By dark, they had made it through the brush, but they had lost the trail of Talking Eagle long ago. There was no sign of the young man, and they had no choice but to build a fire, in order to stay alive. Was that a wolf? Night Scene

 This weekend the conclusion of The Lost Son, and some poetry!

Thanks for reading! Peace!

Writing © Copyright 2015, nicodemasplusthree

The Lost Son

Harley Upton Jr. (Diego James Robles) from indiancountrytodaymedianetwork
Harley Upton Jr. (Diego James Robles) – Apache from indiancountrytodaymedianetwork

His father was angry again, and he couldn’t take it anymore. Why did he always have to yell? There was something wrong with his father for sure, but he dared not say anything. Fifteen year old Talking Eagle loved his father but not when he was like this. He had had this problem for a long time, but it was worse now that they were in a new village.

No matter what his mother (Holds the Fire) did, his father would not get out of this mood. She tried yelling back, but that did not go very far. She tried talking softly, and even touching him but he pushed her away. He was an impossible, snarling animal, and Talking Eagle was fed up.

The topic was always the same. Bull Elk felt betrayed by his own people because they did not want to start a new Grie village. They had come to the Tsi village only for safety in the middle of winter, and they were to start another village in the spring (or so he thought). What was to become of their customs, their ways? Were they all supposed to become Tsi? Were they even to give up their language? “Never!” shouted Bull Elk at the top of his lungs.

Talking Eagle was sure that everyone in the village heard that outburst. He was becoming so angry at his father for humiliating them in the eyes of all the people, that he thought he would burst. Holds the Fire was trying to calm him down and moved in closer to her husband, but he pushed her away again. Talking Eagle jumped up and started yelling, “Stop pushing her! Stop pushing her!”. A swift blow came to Talking Eagle’s face from the back of his father’s hand, which knocked him sideways. His father had never done this before, and all of them, even his father were in shock. Nobody said anything. Talking Eagle instinctively placed a hand on his face, and found that his lip was bleeding.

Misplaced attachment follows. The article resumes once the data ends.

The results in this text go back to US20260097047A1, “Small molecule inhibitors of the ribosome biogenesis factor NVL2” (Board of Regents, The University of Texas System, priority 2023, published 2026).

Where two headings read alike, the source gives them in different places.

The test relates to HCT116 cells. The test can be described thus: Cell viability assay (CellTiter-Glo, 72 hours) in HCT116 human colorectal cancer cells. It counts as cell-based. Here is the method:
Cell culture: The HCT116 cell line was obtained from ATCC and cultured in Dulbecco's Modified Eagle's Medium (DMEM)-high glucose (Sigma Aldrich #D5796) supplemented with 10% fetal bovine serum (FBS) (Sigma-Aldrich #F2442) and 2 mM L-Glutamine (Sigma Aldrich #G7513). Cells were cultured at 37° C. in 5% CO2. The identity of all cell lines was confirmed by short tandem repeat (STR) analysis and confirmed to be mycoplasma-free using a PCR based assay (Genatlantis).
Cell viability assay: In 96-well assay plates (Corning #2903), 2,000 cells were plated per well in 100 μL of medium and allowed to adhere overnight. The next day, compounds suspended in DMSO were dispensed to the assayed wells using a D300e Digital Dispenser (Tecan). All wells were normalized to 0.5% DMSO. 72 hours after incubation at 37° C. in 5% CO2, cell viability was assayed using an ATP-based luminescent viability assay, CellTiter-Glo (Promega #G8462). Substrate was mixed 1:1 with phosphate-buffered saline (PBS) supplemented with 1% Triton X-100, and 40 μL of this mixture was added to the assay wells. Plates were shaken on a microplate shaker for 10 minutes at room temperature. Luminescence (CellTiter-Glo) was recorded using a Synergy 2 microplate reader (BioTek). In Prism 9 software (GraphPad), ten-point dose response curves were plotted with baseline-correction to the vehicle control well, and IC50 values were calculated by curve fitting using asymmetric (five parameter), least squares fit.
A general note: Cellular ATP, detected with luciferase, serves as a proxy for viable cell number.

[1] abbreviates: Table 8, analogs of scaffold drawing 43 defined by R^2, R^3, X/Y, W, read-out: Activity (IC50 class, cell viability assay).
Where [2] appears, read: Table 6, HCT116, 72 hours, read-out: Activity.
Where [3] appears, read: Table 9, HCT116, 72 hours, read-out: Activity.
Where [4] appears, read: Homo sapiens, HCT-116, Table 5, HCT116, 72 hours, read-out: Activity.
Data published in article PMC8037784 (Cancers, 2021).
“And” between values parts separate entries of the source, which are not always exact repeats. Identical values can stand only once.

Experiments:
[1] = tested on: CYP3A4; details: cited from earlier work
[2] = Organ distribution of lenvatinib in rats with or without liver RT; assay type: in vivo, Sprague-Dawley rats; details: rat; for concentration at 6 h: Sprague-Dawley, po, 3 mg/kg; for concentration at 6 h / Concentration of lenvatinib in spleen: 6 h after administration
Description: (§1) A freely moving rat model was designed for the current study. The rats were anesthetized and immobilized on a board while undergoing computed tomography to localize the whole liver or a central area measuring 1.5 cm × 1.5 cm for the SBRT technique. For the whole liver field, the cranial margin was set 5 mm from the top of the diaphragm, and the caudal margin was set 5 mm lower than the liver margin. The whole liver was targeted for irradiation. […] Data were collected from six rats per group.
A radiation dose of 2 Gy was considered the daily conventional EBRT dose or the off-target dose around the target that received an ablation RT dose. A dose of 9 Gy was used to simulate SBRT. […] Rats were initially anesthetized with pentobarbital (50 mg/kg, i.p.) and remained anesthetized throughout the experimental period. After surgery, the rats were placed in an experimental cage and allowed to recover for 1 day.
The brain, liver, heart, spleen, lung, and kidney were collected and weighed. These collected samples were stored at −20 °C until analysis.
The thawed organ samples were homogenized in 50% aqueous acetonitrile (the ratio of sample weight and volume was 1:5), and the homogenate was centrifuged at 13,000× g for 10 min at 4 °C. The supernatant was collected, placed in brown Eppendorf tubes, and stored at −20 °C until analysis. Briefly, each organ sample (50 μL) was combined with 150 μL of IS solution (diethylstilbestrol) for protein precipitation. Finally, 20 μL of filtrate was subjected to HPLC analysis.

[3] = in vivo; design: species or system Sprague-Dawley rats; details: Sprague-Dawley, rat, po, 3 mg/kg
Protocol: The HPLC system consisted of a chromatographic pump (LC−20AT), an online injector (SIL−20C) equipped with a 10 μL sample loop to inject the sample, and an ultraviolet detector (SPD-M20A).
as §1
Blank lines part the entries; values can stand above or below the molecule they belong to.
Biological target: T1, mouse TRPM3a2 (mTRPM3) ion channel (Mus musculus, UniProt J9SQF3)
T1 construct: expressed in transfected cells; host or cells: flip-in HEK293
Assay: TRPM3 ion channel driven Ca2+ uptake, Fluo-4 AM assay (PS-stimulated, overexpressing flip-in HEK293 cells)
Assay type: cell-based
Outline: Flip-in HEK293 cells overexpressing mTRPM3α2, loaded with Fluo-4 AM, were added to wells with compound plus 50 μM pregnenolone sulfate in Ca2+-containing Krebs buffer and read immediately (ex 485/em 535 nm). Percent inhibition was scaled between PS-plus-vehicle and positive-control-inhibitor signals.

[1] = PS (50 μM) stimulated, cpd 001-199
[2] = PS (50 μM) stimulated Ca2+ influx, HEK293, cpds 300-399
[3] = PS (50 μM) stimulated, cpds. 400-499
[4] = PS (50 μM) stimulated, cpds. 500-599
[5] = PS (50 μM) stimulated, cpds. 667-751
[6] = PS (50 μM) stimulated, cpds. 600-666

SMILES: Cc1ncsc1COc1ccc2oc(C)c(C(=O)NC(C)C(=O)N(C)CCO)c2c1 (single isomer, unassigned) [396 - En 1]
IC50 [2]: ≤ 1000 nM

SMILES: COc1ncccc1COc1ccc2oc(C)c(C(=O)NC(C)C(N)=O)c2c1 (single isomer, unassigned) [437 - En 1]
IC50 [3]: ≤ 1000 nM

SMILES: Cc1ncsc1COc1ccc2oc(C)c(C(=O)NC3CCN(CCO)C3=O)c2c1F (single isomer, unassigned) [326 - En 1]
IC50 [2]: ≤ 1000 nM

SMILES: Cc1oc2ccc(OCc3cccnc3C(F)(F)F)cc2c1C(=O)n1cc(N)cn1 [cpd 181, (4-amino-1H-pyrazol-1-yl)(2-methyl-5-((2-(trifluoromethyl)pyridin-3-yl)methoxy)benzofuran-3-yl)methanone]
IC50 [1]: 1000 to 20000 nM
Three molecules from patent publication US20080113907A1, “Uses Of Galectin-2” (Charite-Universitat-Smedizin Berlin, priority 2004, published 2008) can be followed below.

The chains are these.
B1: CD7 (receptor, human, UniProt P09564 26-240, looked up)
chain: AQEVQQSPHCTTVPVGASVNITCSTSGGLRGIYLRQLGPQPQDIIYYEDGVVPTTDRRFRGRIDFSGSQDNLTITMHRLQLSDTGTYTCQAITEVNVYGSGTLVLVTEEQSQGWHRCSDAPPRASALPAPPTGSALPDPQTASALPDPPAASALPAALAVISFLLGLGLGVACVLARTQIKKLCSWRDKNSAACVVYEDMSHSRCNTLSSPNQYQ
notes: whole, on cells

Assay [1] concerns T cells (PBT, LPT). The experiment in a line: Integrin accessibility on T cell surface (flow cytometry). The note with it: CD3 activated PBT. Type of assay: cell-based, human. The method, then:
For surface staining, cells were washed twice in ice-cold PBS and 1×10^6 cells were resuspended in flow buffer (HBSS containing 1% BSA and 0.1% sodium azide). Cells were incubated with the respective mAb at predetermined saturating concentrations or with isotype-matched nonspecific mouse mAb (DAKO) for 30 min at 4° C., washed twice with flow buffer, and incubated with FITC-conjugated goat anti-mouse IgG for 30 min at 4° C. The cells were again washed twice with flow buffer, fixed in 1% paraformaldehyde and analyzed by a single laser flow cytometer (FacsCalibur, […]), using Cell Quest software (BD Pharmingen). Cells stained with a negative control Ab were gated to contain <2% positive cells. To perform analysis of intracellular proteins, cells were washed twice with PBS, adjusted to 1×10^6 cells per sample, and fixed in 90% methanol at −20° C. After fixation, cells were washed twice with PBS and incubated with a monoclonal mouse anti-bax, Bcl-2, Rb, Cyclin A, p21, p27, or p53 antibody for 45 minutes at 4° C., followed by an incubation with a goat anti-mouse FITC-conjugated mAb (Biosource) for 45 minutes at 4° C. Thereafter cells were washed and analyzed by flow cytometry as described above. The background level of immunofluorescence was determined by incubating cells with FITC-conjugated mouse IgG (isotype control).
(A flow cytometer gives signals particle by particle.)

Holds the Fire was weeping now. Her son had never seen her weep like this, unless someone had died. Perhaps they were dying. His family was dying right before his eyes, and he wanted no part of it. He was about to leave, when someone came to their lodge, and scratched at their door.   Horse at Night

Standing on the Mountain came in with concern written on his face. Being a tall man, he also carried a certain amount authority and calmness. The spiritual leader of the Tsi, spoke in perfect Grie, and asked to talk to Bull Elk outside. They talked for what seemed like a long time. Through her tears, Holds the Fire tried to gather herself together, but she did move her bedding as far away as she could from where her husband would be sleeping. Talking Eagle laid down in his place but did not sleep. Instead he made plans. He knew exactly where he would go.